This post is part of a feature on “How Capitalists Think,” moderated and edited by Patrick Neveling (University of Bergen) and Tijo Salverda (University of Cologne).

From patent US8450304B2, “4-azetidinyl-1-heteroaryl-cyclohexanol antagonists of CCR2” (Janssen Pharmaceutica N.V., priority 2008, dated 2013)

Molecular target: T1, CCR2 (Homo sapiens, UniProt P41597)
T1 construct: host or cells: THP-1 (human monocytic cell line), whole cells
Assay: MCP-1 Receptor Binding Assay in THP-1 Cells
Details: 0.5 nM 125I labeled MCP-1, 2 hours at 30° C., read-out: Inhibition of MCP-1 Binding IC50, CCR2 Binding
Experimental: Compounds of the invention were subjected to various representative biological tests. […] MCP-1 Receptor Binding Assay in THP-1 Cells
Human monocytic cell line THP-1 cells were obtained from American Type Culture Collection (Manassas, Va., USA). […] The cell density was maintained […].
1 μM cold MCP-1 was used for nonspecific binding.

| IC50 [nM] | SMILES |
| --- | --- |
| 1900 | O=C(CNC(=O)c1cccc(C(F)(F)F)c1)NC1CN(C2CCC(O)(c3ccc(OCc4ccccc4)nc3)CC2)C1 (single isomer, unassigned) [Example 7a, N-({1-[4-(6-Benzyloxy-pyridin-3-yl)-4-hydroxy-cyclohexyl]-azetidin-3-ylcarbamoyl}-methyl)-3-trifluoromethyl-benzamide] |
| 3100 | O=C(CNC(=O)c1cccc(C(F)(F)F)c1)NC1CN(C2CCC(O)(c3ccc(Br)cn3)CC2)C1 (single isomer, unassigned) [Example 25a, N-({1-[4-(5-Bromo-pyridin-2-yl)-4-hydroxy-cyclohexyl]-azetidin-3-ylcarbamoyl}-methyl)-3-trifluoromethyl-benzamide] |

Following the concurrent 2007/2008 financial crisis and the global food crisis, investors’ appetite for (agricultural) land around the world has increased considerably. As a consequence, rural residents have been pushed off their lands, or their movements have been restricted because of new forms of enclosure (White et al. 2012), leading to an outpour of concerns about the “global land rush.” Critics such as international peasant movements, NGOs, journalists, (activist) scholars, and, in a more ambiguous way, international governance institutions have campaigned against the negative consequences of investors’ appetite for land. In particular, campaigns by GRAIN, Via Campesina, Global Witness, and Oxfam have increased awareness among the public. The extensive number of academic publications also demonstrates the scholarly attention devoted to the issue (e.g., Anseeuw et al. 2012; Borras 2016; Zoomers et al. 2016).